Hello lever aficionados,
new member of LMWDP here: I have just finished setting up my Londinium R, and I have to say I am thoroughly amazed by the quality and hands-on feel of such a machine. But let me go back in time to explain how I ended up with the LR.
My first espresso machine was a refurbished Gaggia Baby I purchased more than ten years ago, and every machine since then was a solid upgrade. I have always paired my machines with hand grinders, starting with a Hario Mini. The Gaggia was then "upgraded" to a first generation 1970s Gaggia Baby, which I paired with the OE Pharos #046 in 2011. The temperature stability of the more massive group on the old Gaggia and the big burrs in the Pharos really impressed me, and I made some very delicious shots.
I have played a bit with the Arrarex/VAM Caravel at that time, but it did not make sense to me why anyone would choose such a machine. Yes, I was a newbie and I had to learn a lot. I thought of manual lever machines as the "steam locomotives" in the digital era. I understood their historical significance, but never thought they could keep up with new machines. I needed more time to grow up and realize that proven old technologies can sometimes easily outperform new tech
In 2012 I switched to a Rocket HX/E61 machine. It was a step-up in terms of consistency and certainly look&feel, but as a straight espresso drinker it didn't really improve my best shots. The next logical update was to get a grinder with better ergonomics, so I went for the HG One, which I still have to this day.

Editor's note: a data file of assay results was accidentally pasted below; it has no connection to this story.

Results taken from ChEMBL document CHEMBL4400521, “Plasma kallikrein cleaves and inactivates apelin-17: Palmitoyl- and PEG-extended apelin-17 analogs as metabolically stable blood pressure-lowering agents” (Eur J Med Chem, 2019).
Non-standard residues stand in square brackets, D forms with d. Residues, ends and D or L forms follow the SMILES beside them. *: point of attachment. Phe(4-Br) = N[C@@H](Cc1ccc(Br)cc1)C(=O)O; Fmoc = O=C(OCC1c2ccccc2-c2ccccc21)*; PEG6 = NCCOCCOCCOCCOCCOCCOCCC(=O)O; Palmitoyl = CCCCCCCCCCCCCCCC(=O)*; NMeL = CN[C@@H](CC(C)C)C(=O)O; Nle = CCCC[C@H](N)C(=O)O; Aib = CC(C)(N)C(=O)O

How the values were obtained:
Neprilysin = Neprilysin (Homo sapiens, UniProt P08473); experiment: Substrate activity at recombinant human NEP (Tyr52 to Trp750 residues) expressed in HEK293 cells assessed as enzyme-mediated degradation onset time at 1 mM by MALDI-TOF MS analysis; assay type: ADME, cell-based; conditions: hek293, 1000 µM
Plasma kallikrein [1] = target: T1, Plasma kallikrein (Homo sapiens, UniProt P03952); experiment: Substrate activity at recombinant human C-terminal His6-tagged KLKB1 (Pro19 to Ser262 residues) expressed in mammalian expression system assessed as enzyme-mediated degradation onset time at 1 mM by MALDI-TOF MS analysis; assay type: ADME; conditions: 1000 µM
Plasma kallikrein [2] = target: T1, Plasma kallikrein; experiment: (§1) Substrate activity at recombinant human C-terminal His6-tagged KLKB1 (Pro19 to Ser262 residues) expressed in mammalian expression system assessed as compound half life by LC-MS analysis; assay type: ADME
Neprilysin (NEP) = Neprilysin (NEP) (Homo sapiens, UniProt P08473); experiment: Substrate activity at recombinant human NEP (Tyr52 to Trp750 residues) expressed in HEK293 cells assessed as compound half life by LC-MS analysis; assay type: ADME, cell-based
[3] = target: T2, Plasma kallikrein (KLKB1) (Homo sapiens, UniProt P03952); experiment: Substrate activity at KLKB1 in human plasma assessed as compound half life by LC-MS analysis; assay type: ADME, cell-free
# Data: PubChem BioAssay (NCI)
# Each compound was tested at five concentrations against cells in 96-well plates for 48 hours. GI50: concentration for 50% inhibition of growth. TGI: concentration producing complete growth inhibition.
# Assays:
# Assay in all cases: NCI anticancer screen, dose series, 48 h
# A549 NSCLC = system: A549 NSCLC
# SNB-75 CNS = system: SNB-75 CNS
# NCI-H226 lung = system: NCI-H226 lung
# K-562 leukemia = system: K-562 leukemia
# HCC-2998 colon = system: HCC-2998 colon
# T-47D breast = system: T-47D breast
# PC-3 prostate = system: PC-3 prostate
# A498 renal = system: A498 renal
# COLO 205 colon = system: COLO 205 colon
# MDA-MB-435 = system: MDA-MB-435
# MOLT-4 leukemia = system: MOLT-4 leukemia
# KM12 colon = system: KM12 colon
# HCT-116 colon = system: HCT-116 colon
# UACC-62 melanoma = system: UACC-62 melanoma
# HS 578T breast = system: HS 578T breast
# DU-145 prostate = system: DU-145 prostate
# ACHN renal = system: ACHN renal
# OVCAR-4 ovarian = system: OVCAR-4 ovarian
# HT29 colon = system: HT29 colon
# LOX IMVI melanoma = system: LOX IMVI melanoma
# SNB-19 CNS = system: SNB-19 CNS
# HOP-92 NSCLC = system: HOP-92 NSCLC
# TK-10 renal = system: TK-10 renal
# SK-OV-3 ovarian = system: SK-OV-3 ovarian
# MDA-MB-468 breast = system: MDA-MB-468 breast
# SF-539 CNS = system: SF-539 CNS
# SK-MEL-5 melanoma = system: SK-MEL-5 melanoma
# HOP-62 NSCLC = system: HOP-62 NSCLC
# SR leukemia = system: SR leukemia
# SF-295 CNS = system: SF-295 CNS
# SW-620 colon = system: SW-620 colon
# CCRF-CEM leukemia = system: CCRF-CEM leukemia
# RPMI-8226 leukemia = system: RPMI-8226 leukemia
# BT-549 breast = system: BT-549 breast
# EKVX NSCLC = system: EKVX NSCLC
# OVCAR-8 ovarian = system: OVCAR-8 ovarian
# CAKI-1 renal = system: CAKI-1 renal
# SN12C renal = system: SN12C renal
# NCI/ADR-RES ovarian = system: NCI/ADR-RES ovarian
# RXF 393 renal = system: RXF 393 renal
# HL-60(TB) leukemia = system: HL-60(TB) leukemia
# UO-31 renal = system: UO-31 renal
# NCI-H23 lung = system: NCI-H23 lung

Suddenly a few months ago I started wondering whether I should upgrade my E61. For a while, I was looking at Linea Mini and even the GS3. They were quite expensive, yes, but offered even more temp stability, or even pressure profiling. Fortunately I also made a realization that I had some of my best shots on my old Gaggia Baby, and some local cafes that had spring levers (Andytown in SF, or the old Barefoot roastery bar which I believe had a VA Athena Leva?)
I started down the rabbit hole of levers vs. pump machines, and it all clicked. The machines that try to control many variables could actually confuse and distract from the main goal: pulling a delicious shot. Who cares if the temperature isn't kept exactly at a precise temperature, if the espresso tastes delicious? It suddenly made sense that a falling temp/pressure profile would lead to a different flavor profile, and might be more forgiving even. A whole new world opened up, and I no longer was convinced that lever machines are just an outdated old design that we replaced with pumps to improve the shot quality.
So I just ordered the Londinium R on a whim and now I am ready to explore the world of lever espresso. The ordering experience was extremely smooth, delivery was quick, and the machine has such a solid feel to it, I am amazed. My first espresso was OK, ended up pulling 6 more to play with the grinder settings / dose / PI pressure. What I didn't expect is that the machine is extremely forgiving. I have adjusted my HG One at least six settings away from the previous point, and each shot extracted perfectly. I think we'll be good friends.
Is the LR one of the ultimate machines? Only time will tell! I am trying to take good care of it, and explore the world of lever espresso!